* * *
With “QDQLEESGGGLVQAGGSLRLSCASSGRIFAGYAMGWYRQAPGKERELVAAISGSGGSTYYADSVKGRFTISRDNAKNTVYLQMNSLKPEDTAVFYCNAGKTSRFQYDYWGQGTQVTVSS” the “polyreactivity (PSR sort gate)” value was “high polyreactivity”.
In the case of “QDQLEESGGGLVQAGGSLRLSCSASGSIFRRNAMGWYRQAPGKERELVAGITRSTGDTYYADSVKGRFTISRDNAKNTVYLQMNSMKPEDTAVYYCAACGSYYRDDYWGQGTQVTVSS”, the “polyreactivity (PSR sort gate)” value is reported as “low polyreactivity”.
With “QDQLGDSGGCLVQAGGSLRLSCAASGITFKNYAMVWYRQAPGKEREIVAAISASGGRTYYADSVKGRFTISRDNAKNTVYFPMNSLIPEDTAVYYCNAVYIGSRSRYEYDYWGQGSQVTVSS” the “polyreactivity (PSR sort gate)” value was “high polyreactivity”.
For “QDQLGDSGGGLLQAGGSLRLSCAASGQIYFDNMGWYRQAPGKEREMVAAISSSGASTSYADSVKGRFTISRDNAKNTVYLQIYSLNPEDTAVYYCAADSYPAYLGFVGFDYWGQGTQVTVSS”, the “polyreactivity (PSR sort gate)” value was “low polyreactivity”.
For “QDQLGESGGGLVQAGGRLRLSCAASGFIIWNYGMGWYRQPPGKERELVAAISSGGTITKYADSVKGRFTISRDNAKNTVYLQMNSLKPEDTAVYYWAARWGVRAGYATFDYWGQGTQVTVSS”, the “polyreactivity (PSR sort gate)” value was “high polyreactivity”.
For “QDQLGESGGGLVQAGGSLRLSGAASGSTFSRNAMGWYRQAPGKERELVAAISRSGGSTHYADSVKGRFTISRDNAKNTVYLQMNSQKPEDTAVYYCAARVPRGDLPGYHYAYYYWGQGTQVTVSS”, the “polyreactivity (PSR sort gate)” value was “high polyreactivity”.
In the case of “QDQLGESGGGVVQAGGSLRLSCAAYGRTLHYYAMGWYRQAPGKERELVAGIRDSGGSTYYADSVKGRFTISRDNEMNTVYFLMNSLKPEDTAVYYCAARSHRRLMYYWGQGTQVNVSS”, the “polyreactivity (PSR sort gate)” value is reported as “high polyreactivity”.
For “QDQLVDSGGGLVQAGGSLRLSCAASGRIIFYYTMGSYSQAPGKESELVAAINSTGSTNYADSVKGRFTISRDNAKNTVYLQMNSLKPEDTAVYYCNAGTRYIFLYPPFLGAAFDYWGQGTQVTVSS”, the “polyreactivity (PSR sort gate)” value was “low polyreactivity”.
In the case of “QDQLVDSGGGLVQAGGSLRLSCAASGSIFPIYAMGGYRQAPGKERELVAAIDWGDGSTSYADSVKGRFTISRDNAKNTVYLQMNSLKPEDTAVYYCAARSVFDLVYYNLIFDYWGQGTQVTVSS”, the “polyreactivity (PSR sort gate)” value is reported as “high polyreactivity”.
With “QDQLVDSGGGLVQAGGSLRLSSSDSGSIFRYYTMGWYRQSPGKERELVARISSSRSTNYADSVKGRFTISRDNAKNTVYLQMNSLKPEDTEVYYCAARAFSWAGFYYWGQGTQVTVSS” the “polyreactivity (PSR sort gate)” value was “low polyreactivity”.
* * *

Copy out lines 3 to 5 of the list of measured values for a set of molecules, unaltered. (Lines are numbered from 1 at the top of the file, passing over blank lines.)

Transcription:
With “QDQLGDSGGCLVQAGGSLRLSCAASGITFKNYAMVWYRQAPGKEREIVAAISASGGRTYYADSVKGRFTISRDNAKNTVYFPMNSLIPEDTAVYYCNAVYIGSRSRYEYDYWGQGSQVTVSS” the “polyreactivity (PSR sort gate)” value was “high polyreactivity”.
For “QDQLGDSGGGLLQAGGSLRLSCAASGQIYFDNMGWYRQAPGKEREMVAAISSSGASTSYADSVKGRFTISRDNAKNTVYLQIYSLNPEDTAVYYCAADSYPAYLGFVGFDYWGQGTQVTVSS”, the “polyreactivity (PSR sort gate)” value was “low polyreactivity”.
For “QDQLGESGGGLVQAGGRLRLSCAASGFIIWNYGMGWYRQPPGKERELVAAISSGGTITKYADSVKGRFTISRDNAKNTVYLQMNSLKPEDTAVYYWAARWGVRAGYATFDYWGQGTQVTVSS”, the “polyreactivity (PSR sort gate)” value was “high polyreactivity”.